HC Deb 08 May 1907 vol 174 cc280-2

Order read, for resuming Adjourned Debate on Question [17th April], "That the Bill be now read a second time."

Question again proposed.

MR. ASHLEY (Lancashire, Blackpool)

said he did not wish in any way to obstruct the passage of this Bill, as he thought in many ways it was an excellent one. It was desirable, however, that butter substitutes should be labelled with some name which did not include the word "butter." That was the desire of the Dairy Farmers' Association, and he was asked to urge upon the Board of Agriculture that they should introduce provisions in the Bill which would ensure for the protection of agriculturists that butter substitutes containing 24 per cent. of moisture should be so described that the word "butter" was not used. That would prevent frauds upon agriculturists and also upon the consumer, who might be led to think he was consuming butter when the substance he was eating contained nothing of the kind.

LORD WILLOUGHBY DE ERESBY (Lincolnshire, Horncastle)

said that the Lincolnshire Farmers' Union also strongly objected to the 24 per cent. of water allowed in butter substitutes. People who bought products called butter substitutes no doubt often thought they got butter. If it was possible for the Board of Agriculture to approve of a distinctive name to be given to these butter substitutes it would be a good thing. It seemed to him that if butter substitutes containing 24 per cent. of moisture were sold under such names as "milk-blended butter" it was quite possible that unwary purchasers might think they were getting an especially good article instead of what they were in fact purchasing. Therefore in the interests alike of farmers, butter makers, and consumers there should be some greater distinction made than existed at present. He hoped the hon. Gentleman would give full consideration to the wishes of the farmers.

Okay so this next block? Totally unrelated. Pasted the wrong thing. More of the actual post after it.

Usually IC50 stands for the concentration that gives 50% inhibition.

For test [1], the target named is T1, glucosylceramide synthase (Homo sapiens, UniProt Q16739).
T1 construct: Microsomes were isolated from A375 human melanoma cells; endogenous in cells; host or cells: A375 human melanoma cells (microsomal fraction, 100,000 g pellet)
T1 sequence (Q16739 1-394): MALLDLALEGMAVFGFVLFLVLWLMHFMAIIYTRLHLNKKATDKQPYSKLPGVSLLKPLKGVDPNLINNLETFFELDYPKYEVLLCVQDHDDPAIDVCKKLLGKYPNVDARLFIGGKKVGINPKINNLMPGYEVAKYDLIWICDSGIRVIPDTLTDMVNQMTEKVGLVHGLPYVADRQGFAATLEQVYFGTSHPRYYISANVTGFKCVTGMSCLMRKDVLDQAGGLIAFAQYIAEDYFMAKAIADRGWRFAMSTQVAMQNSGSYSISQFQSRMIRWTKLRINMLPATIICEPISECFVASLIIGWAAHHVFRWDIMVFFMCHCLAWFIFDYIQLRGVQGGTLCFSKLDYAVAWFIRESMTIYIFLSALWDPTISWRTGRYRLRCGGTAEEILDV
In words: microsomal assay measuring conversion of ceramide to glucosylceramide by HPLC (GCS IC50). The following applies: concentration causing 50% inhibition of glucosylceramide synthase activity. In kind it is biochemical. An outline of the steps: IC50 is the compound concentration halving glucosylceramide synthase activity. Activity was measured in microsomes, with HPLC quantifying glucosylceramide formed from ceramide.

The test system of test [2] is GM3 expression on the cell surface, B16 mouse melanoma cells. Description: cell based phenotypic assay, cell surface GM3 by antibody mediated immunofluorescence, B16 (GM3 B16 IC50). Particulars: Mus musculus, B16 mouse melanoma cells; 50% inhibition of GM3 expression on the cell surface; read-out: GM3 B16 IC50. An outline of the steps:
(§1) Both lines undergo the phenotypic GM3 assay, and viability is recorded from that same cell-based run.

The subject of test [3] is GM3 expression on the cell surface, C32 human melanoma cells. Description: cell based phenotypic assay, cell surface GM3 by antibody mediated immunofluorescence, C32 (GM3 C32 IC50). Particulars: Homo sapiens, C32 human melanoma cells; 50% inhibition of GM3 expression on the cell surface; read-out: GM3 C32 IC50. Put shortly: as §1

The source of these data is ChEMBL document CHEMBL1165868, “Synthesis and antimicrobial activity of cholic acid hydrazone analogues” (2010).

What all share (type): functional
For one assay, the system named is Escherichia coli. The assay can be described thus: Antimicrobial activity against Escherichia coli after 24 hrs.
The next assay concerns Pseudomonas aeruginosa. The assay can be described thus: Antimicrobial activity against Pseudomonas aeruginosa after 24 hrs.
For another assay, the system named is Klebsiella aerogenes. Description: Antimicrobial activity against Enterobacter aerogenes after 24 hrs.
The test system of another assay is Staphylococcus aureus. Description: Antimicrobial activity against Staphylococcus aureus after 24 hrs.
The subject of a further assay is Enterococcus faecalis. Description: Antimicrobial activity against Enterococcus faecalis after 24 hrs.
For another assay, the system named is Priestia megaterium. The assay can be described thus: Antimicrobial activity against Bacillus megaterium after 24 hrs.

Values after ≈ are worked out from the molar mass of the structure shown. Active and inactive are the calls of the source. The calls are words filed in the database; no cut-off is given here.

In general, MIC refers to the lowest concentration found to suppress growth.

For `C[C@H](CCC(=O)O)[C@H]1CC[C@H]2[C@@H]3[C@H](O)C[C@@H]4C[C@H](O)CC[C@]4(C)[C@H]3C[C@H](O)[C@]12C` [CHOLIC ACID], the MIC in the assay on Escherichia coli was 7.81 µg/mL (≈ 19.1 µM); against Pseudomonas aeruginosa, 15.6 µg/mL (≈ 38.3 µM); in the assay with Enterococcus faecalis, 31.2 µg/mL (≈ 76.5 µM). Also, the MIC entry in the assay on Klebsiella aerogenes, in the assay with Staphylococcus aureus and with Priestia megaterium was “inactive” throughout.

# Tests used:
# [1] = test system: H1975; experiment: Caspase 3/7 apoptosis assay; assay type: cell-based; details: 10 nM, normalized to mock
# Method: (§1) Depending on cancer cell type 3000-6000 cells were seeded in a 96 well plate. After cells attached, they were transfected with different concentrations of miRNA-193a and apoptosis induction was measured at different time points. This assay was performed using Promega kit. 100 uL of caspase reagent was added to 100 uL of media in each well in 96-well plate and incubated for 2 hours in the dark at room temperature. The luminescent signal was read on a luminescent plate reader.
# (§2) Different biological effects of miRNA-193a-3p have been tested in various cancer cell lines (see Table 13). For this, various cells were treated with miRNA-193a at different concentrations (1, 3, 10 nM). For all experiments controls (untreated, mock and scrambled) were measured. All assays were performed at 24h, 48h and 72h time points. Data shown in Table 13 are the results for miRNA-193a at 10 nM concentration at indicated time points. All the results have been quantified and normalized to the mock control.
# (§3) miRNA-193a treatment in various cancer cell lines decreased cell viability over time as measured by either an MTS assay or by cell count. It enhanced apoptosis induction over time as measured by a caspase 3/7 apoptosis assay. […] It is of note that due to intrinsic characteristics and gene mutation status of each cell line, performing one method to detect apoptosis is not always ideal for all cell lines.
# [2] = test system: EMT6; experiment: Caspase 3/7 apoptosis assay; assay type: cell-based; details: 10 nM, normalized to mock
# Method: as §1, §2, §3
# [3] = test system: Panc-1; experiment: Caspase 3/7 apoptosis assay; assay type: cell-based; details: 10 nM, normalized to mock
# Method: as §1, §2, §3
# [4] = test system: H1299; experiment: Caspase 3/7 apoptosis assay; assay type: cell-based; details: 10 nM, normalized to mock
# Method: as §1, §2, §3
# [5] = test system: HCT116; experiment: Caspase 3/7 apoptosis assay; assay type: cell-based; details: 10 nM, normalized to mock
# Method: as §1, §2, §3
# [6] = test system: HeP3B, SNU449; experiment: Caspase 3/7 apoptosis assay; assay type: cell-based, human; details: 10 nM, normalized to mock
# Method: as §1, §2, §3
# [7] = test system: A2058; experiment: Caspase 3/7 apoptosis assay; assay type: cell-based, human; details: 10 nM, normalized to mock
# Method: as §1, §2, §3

said the feeling of the Scottish farmers was exactly similar to that already expressed by the noble Lord. They considered the provision permitting the sale of butter substitutes containing 24 per cent. of moisture would not only be a danger to the public but permit unfair competition with the farmer. Under one clause of the Bill butter and margarine were both condemned if they contained more than 16 per cent. of moisture, but when it came to the so-called butter substitutes the Bill contemplated allowing 24 per cent. of moisture There were many other points to which he might refer, but his purpose was served by making the House aware of the face that the farmers of Scotland felt a grievance on the matter.